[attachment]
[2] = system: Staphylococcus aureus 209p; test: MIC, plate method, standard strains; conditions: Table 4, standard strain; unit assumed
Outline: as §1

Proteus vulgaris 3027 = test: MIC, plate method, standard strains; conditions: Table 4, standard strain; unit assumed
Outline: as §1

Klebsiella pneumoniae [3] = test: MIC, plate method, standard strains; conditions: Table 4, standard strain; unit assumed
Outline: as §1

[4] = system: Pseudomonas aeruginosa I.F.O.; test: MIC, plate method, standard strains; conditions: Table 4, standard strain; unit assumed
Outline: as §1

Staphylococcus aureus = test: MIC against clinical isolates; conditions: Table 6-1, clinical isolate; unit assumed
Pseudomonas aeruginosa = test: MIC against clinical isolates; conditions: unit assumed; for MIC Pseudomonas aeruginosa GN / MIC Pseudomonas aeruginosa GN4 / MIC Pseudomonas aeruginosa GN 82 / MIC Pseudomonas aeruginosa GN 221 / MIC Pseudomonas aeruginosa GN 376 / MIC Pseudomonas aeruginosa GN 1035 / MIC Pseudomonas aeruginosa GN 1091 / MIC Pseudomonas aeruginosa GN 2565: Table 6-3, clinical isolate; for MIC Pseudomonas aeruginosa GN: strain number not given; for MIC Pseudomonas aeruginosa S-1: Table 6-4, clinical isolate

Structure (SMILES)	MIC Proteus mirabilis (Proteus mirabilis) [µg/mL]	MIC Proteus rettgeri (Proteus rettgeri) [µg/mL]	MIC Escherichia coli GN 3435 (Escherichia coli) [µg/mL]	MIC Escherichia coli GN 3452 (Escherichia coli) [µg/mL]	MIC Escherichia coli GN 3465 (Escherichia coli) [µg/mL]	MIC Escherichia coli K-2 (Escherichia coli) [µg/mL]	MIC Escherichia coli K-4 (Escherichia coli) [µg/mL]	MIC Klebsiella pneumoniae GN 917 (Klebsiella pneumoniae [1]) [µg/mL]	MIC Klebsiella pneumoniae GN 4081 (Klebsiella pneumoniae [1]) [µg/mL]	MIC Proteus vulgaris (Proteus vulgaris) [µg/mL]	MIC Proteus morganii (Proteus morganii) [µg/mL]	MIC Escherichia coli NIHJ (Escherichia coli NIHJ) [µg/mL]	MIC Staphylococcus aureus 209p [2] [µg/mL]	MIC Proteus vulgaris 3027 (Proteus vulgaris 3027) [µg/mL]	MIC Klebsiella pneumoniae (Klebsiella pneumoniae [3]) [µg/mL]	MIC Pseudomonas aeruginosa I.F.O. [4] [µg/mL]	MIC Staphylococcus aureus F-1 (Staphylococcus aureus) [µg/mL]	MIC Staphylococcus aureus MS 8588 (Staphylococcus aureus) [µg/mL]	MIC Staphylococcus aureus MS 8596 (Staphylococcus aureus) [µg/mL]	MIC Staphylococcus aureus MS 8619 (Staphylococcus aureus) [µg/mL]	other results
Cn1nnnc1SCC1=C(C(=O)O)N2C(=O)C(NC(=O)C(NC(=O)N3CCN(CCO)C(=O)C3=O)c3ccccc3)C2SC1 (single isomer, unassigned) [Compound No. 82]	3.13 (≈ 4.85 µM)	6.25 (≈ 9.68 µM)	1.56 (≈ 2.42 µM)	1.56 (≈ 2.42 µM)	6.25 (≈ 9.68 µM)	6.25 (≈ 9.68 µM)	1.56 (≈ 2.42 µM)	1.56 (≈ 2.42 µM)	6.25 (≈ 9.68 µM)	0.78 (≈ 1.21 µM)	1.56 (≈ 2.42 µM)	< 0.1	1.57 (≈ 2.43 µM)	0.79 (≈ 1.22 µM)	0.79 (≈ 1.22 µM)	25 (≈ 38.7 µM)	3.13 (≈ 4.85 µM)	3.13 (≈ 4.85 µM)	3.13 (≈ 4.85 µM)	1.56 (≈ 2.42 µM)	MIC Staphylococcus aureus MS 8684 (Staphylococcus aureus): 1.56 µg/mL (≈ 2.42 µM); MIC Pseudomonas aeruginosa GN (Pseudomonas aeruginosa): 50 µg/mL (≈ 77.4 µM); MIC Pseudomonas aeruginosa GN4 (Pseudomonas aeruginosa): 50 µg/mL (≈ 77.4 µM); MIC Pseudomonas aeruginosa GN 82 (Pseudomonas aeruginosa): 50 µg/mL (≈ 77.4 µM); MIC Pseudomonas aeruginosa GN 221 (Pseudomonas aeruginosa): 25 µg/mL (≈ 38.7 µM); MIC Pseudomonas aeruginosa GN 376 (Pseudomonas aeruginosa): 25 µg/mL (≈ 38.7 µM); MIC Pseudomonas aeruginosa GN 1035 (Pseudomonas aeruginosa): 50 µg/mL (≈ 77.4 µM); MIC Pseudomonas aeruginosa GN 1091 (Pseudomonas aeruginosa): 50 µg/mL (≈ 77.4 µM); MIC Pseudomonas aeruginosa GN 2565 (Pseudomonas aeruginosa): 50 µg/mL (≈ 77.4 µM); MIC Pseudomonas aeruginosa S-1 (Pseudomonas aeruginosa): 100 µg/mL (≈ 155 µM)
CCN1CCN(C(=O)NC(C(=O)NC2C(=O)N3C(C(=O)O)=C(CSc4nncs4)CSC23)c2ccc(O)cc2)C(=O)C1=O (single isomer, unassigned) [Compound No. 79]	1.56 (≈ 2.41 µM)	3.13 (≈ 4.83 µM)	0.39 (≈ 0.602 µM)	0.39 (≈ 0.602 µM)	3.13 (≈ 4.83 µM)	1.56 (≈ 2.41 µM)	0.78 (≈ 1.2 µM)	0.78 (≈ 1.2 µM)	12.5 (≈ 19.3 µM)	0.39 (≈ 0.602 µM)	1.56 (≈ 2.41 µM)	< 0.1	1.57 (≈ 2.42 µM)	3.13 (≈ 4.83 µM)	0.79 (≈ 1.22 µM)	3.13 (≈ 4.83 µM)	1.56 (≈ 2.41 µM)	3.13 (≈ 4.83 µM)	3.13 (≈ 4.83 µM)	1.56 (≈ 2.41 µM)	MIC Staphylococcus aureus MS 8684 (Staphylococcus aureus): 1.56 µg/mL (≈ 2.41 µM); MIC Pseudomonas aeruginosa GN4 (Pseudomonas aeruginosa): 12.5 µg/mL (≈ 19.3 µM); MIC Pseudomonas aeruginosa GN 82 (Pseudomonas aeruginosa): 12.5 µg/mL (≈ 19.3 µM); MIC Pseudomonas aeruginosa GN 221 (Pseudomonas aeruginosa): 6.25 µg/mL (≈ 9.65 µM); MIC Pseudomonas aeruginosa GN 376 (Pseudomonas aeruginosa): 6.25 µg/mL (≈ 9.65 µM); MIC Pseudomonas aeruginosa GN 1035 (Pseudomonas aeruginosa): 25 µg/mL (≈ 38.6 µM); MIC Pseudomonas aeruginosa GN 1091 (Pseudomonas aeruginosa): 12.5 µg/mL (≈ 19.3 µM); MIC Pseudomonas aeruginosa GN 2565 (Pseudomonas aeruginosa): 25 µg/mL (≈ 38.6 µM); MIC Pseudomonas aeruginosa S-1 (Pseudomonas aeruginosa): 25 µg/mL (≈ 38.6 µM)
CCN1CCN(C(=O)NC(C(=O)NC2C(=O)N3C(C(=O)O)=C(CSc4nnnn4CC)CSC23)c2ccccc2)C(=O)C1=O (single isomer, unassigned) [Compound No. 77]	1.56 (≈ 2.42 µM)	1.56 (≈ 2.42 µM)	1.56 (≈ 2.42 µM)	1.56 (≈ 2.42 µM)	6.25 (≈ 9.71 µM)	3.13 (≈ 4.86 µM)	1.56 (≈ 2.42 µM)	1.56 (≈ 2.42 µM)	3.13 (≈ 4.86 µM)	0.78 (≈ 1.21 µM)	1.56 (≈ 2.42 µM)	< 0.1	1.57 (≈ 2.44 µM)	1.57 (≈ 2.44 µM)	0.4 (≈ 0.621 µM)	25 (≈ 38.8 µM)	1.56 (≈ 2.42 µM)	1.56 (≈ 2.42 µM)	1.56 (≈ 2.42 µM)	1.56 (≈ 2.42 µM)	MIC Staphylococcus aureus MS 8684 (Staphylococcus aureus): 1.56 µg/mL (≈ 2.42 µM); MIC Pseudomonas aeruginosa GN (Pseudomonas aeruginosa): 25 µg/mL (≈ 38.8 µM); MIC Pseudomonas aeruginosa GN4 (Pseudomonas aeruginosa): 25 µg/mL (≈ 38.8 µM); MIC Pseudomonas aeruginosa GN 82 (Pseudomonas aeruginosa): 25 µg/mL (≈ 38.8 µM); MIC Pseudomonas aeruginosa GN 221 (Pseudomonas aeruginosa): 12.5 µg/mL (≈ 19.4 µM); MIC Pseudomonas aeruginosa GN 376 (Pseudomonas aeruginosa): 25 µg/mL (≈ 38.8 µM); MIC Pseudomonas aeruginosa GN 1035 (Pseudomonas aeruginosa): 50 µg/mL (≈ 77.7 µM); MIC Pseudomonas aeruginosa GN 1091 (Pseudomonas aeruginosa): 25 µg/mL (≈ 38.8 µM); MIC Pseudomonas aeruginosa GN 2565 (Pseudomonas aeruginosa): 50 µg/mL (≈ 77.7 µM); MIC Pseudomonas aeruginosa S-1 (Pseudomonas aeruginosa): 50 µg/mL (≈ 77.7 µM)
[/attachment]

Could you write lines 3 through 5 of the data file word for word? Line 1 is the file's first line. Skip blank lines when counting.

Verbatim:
Proteus vulgaris 3027 = test: MIC, plate method, standard strains; conditions: Table 4, standard strain; unit assumed
Outline: as §1

Klebsiella pneumoniae [3] = test: MIC, plate method, standard strains; conditions: Table 4, standard strain; unit assumed